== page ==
The Church Jesus Built, German version

What Happens After Death?, German version

Is The Bible True?, German version

Heaven or Hell?, German version

Bible Prophecy, German version

Turkish court overturns new head scarf law

June 5, 2008: Turkey's Constitutional Court has ruled a new law unconstitutional that permitted female students to wear the traditional Muslim head scarf at Turkish universities. The law was passed earlier this year by the Turkish parliament, which is dominated by Turkish prime minister Recep Erdogan's Islamic fundamentalist "Justice and Development Party" (AKP). Erdogan's supporters argued that the head scarf prohibition was preventing many girls from having access to higher education. However, most of Turkey's secular establishment viewed the move as another step towards allowing Islam to figure more prominently in Turkish public life.

Erdogan and the AKP are not expected to accept the high court's ruling without some protests. AKP supporters argue that the Constitutional Court head covering is pushing a minority agenda and interfering in the Turkish democratic process, since the AKP enjoys wide popular support and holds a majority of the seats in Turkey's parliament. Even European Union observers have questioned the democratic validity of recent legal maneuverings against Erdogan and the AKP. In a separate court case, the AKP is charged with anti-secular activities. If the charge is accepted, the AKP would be banned and dozens of party members – including Turkey's prime minister and the president – could also be barred from belonging to a political party for five years.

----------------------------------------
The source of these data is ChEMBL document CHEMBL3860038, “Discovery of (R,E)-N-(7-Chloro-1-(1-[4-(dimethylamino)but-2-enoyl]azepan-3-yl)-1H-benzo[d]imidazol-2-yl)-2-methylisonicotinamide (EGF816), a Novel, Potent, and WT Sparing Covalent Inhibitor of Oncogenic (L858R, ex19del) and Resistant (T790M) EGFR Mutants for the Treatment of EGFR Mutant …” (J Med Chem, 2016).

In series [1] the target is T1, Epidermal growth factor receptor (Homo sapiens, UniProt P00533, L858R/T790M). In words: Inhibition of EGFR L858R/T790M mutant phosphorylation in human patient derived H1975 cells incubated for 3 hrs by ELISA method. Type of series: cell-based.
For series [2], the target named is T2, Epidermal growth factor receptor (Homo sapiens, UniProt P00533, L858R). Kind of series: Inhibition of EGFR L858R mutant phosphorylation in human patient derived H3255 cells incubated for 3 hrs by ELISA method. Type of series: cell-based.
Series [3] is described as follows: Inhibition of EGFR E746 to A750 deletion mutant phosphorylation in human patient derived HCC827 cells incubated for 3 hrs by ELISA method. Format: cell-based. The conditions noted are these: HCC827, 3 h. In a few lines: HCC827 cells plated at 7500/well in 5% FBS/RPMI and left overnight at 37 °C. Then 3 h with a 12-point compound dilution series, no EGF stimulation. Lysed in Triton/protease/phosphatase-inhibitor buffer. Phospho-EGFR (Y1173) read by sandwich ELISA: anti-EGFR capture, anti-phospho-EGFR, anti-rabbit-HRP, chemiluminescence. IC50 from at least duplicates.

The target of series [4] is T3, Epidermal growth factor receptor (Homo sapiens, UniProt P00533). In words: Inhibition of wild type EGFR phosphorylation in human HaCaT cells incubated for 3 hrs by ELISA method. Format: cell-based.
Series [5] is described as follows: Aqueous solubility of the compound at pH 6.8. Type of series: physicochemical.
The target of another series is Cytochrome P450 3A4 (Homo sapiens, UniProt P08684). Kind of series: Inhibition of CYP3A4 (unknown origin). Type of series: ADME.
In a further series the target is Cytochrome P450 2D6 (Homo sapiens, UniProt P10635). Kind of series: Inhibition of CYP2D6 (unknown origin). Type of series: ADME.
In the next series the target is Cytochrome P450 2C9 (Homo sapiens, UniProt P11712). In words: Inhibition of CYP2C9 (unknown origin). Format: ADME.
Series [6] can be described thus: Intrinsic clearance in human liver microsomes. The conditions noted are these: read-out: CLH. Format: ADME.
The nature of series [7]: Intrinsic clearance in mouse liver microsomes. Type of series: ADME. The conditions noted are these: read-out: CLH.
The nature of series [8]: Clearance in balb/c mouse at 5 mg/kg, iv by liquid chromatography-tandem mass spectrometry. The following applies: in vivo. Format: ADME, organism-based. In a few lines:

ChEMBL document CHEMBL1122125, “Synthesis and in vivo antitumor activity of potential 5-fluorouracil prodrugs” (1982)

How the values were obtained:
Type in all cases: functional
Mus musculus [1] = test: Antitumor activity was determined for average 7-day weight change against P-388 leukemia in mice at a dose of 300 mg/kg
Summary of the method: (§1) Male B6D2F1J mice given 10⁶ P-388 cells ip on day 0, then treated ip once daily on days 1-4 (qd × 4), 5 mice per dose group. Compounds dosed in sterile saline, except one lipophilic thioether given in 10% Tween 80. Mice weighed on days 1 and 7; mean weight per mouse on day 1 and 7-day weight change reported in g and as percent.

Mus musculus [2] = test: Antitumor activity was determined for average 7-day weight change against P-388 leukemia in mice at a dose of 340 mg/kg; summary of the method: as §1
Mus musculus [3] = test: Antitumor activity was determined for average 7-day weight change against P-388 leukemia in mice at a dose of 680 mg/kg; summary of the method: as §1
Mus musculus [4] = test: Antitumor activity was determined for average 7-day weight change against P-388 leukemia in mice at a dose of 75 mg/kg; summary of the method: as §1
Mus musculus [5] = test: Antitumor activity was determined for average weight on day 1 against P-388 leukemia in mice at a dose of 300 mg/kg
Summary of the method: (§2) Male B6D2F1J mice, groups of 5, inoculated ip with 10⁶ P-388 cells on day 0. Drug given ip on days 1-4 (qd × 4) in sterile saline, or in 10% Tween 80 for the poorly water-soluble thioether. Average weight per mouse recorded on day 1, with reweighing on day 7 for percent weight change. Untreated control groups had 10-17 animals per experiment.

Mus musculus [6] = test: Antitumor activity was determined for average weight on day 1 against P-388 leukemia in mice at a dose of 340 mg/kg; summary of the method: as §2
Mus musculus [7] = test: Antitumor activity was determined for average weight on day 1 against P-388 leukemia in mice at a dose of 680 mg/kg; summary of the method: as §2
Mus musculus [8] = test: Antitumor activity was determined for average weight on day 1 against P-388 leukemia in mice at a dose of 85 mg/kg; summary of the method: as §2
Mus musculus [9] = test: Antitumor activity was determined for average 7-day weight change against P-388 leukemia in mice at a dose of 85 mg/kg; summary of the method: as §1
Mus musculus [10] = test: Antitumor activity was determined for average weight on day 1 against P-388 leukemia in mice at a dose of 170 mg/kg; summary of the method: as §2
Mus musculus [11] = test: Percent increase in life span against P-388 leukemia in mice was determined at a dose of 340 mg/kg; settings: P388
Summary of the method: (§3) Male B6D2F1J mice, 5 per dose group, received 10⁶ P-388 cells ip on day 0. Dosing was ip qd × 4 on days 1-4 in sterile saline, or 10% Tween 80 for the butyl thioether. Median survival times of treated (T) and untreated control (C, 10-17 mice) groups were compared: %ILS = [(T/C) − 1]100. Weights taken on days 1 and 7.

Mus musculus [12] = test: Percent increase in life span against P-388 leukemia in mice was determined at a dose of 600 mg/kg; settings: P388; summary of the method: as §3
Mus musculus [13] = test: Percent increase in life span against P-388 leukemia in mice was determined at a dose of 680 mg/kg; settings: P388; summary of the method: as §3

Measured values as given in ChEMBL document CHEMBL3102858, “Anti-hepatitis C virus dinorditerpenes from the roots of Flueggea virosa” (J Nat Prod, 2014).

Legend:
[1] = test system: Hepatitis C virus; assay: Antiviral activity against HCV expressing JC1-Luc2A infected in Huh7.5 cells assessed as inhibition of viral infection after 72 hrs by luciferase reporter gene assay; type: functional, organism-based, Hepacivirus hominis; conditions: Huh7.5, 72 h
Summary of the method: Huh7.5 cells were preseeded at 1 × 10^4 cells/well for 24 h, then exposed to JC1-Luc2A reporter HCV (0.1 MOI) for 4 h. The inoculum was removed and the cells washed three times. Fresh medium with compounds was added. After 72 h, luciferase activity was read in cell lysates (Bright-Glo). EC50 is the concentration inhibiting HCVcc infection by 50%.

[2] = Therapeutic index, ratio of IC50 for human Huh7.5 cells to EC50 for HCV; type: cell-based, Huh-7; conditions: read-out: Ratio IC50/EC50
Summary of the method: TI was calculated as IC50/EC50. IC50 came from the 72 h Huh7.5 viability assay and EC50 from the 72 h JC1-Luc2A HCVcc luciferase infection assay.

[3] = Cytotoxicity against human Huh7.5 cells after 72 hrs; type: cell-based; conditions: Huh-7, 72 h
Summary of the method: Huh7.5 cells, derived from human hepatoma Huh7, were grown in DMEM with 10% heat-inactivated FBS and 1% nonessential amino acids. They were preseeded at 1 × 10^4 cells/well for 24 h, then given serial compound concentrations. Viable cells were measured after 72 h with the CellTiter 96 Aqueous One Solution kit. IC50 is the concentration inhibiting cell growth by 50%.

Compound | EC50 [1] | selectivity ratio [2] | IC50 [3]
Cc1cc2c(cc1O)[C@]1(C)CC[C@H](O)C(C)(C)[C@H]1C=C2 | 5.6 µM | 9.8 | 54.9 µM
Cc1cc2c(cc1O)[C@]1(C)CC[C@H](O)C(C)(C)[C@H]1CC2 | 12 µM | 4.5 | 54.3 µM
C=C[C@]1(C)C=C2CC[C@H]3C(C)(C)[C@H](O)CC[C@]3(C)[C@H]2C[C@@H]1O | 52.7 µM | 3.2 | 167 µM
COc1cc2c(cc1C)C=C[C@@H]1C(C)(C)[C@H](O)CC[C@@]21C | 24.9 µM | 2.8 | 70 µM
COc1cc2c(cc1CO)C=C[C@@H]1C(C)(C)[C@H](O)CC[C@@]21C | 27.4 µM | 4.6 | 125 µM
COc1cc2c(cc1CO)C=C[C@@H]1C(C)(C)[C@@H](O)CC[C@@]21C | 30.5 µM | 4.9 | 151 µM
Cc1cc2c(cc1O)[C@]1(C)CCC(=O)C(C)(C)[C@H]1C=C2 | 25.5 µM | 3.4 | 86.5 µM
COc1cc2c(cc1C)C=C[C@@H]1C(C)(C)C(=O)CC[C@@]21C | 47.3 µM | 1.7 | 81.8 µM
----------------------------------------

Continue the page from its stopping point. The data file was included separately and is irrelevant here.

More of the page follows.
The clash between Kemalist loyalists and AKP supporters is a real "Catch 22" scenario with interesting implications for the future. The democratic trend of recent years in Turkey clearly favors the AKP with its Islamist tendencies. On the other hand, the separation of church and state in Turkey is a founding principle of the modern Turkish Republic, the Kemalist doctrine. Kemalist loyalists are entrenched in most key positions in the Turkish legal system and in the military's officer corps. Turkey's large cities tend to be more secular as well.

However, the majority of Turkey's populace lives outside the country's large cities, and the rural population supports the AKP. The Turkish military may eventually face the same crisis that the Shah of Iran, Mohammad Reza Shah Pahlavi, encountered in his downfall – a majority of the officer corps could support the Kemalist doctrine, yet be powerless to intervene because the troops they command support the Islamist agenda.

It seems the only way to "control" Islamist tendencies in Turkey is for the country to become a full member of the European Union. Yet the democratic institutions required for EU membership point to greater Islamist influence in Turkish society. If the EU admits Turkey, it will be admitting a country with growing Islamist sentiment – a country destined to have the largest national population in the EU. On the other hand, if the EU rejects Turkey's bid for membership, there will no outside restraint on Islamic fervor in the country. It almost sounds like a "no-win" situation for Europe.


God's Sabbath Rest, German version

Making Life Work, German version

What is Your Destiny?, German version

Gospel of the Kingdom, German version

The Ten Commandments, German version